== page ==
Girls in Sweden also account for an ever-greater percentage of the victims of violent crime, the Dagens Nyheter (DN) daily reported.
While boys continue to be overrepresented among assault victims, Swedish girls accounted for one third of assault victims aged 15-17 in 2010, up from one fourth in 2008.
“That susceptibility to violence is increasing faster among young girls that among other groups is likely related to the fact that we've long seen that more and more young girls are also suspected of being the perpetrators of violence,” Sven Granath, a criminologist at Sweden's National Council on Crime Prevention (Brottsförebyggande rådet – Brå) told the paper.
According to figures from the council reviewed by DN, the number of girls aged 15-20 suspected of assault has increased 118.5 percent in the last decade, from 428 in 2000 to 935 reports in 2010.
In addition, the number of suspected of assaults directed at girls between 15- and 17-years-old jumped by 63 percent between 2008 and 2010.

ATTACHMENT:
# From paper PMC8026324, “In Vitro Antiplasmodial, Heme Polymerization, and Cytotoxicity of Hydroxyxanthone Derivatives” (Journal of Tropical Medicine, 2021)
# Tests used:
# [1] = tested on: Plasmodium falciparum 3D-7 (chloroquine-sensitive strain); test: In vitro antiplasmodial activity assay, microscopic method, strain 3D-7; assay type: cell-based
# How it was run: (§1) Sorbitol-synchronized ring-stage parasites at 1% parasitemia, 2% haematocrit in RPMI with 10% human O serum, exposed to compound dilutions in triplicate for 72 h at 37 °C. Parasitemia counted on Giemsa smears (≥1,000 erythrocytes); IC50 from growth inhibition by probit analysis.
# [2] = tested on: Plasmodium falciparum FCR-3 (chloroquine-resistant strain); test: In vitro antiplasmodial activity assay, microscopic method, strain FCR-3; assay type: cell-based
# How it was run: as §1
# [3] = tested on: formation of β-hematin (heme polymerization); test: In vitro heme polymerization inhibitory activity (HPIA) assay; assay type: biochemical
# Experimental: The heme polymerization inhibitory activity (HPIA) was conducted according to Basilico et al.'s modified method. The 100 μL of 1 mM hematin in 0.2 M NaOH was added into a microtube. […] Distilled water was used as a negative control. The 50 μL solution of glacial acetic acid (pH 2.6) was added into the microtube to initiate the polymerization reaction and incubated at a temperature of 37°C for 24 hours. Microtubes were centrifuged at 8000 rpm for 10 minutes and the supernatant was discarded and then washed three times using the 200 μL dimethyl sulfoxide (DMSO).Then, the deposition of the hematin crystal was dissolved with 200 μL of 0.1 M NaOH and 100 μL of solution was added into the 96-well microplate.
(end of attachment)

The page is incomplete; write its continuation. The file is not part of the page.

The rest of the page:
According to Granath, it's no longer possible to overlook the increasing violence directed toward and meted out by young Swedish girls.
“For a long time, it was barely considered violence when a girl was hit and therefore wasn't reported,” he told DN.
“That violence involving women is taken seriously today is positive. A society where women are considered non-threatening isn't especially equal [from a gender perspective].”
Mathias Henriksson of the Stockholm police confirmed that girls are increasingly involved in violent crime.
“We see that when it comes to the sort of crimes previously committed primarily by guys, like assault and robbery, it's becoming more common for girls to be found guilty,” he told the paper.